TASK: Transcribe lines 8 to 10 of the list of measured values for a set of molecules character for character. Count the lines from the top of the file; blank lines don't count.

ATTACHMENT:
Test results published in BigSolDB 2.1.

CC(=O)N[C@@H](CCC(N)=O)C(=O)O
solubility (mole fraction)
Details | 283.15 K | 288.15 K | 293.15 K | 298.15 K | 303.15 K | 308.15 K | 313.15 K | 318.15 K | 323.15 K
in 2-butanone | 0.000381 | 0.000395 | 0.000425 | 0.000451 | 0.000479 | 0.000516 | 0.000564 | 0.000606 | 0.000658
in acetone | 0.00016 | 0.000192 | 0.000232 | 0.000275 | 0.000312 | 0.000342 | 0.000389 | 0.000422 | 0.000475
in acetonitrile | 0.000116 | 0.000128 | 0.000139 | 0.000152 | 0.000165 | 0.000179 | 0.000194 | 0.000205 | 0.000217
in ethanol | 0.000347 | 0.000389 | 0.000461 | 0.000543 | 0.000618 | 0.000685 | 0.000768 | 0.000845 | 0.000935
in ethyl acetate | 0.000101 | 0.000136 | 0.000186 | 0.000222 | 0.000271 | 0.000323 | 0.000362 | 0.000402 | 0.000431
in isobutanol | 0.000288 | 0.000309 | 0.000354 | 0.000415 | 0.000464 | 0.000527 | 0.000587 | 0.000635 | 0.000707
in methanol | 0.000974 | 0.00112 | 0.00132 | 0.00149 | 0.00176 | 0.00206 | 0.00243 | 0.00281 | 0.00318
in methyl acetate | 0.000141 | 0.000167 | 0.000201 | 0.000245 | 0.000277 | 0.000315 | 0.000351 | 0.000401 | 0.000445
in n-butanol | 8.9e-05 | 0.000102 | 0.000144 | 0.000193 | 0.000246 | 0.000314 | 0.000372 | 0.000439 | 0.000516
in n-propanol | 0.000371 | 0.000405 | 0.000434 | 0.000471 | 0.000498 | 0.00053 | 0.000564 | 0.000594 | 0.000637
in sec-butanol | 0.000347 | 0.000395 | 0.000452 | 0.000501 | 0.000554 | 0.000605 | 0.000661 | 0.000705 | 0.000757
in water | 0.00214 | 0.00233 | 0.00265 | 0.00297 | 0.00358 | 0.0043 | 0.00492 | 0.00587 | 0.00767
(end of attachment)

in ethanol | 0.000347 | 0.000389 | 0.000461 | 0.000543 | 0.000618 | 0.000685 | 0.000768 | 0.000845 | 0.000935
in ethyl acetate | 0.000101 | 0.000136 | 0.000186 | 0.000222 | 0.000271 | 0.000323 | 0.000362 | 0.000402 | 0.000431
in isobutanol | 0.000288 | 0.000309 | 0.000354 | 0.000415 | 0.000464 | 0.000527 | 0.000587 | 0.000635 | 0.000707